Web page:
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If you're feeling just a little more tired than usual today -- it's probably because you're feeling the effects of the extra second that was added to the world's clocks over the weekend.
Cue Tui's ad.
The reality is that this leap-second, which was added to keep the world's clocks in sync with the rotation of the earth, went unnoticed by you and I but it did apparently cause some issues for a few hi-tech systems.
One of the biggest victims of this leap-second were Java-based systems -- although there are reports that some Linux-based systems were also jarred into failure by the sudden appearance of a 61-second minute.
Since leap-seconds are nothing new, you'd have thought that a method for handling them would have long-been a standard part of today's OSes and computer environments -- yet apparently, it is not.
Because the time taken for the earth to revolve is not exactly 24 hours (and due to the effect of tidal drag from the moon, the rotation is actually slowing), "keepers of the time" have added leap-seconds that total almost a whole extra half-minute during the past 40 years or so.
Interestingly enough, Google has been smart enough to factor in leap seconds by using an alternative strategy...
Instead of using a 61-second minute and adjusting the clocks of its systems in one abrupt step (with the resultant risks), the search-giant has implemented a strategy it calls "leap smear" -- where far more frequent "micro-adjustments" are made. Instead of a single big jump, many, many micro-jumps of just a few milliseconds are performed over a protracted period ahead of any leap-second.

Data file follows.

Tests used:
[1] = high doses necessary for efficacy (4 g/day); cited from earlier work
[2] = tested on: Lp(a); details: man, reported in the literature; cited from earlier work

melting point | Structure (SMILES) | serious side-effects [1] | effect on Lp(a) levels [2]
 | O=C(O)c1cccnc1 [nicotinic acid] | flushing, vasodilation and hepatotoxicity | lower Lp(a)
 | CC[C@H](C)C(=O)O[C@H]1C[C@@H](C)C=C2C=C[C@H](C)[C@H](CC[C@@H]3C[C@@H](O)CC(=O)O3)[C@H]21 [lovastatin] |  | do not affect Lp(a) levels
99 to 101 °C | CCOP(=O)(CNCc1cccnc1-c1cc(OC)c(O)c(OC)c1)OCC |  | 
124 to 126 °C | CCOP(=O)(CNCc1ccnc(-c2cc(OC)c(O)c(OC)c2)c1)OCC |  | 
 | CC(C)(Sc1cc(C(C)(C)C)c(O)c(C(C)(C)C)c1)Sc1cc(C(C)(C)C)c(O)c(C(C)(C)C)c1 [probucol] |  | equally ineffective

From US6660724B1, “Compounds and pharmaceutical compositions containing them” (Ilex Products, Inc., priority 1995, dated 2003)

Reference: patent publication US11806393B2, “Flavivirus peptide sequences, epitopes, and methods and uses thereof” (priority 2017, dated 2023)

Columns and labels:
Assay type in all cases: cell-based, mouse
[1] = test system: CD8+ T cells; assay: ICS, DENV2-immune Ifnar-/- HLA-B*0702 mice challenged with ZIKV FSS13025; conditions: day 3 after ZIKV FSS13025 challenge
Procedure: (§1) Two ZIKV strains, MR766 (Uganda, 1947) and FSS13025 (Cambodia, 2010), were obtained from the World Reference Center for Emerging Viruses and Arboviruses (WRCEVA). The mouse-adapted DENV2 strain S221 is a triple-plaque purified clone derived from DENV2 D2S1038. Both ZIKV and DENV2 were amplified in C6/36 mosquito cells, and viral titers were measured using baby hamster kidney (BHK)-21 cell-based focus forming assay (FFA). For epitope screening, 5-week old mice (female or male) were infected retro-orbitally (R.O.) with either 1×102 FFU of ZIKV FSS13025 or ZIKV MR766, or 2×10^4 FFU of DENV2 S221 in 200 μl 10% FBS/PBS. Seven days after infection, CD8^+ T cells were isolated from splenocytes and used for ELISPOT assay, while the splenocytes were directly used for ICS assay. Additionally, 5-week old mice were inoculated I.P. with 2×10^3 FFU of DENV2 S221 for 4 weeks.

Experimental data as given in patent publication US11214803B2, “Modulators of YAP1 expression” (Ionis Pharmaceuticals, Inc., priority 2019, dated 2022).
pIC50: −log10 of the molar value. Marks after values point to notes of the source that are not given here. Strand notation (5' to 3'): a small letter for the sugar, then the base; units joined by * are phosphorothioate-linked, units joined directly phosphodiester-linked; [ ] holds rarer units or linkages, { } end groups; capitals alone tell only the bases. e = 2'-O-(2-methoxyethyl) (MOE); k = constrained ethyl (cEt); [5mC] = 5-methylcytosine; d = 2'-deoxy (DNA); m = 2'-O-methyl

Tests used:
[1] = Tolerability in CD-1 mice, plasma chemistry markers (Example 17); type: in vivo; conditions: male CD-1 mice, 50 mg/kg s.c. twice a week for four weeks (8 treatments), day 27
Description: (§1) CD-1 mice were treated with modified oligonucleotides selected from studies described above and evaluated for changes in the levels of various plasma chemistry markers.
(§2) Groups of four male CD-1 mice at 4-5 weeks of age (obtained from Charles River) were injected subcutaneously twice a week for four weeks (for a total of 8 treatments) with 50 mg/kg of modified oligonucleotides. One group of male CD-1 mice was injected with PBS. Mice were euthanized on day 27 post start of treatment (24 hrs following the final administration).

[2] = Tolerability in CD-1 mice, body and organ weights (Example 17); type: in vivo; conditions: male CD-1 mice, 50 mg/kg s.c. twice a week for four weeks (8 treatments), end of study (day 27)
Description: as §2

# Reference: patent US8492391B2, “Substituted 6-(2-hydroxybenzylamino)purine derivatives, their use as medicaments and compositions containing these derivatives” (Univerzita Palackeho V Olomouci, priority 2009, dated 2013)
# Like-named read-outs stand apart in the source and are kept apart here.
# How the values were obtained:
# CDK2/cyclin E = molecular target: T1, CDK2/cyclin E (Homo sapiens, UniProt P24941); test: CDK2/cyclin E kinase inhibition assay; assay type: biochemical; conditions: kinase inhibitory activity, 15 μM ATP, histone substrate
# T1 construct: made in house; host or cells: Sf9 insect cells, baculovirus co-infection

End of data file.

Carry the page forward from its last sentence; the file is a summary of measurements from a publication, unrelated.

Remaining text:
Of course totally stand-alone systems need not worry about things such as leap-seconds -- their realtime clocks tend to drift by far more than a second or so every month and since they have no other frames of reference -- they continue unaffected -- in a state of temporal isolation.
The real problem arises when computers must talk to each other using protocols which are heavily reliant on accurate temporal synchronisation. The effect of a computer or computers appearing to operate "in the future" can be devastating to the integrity of a network if such contingencies are not properly catered for.
Let's hope that this is the last time programmers are caught unawares by the evil leap-second.
Next time they really ought to know better.
Now all we have to worry about is the Y3K bug -- right?
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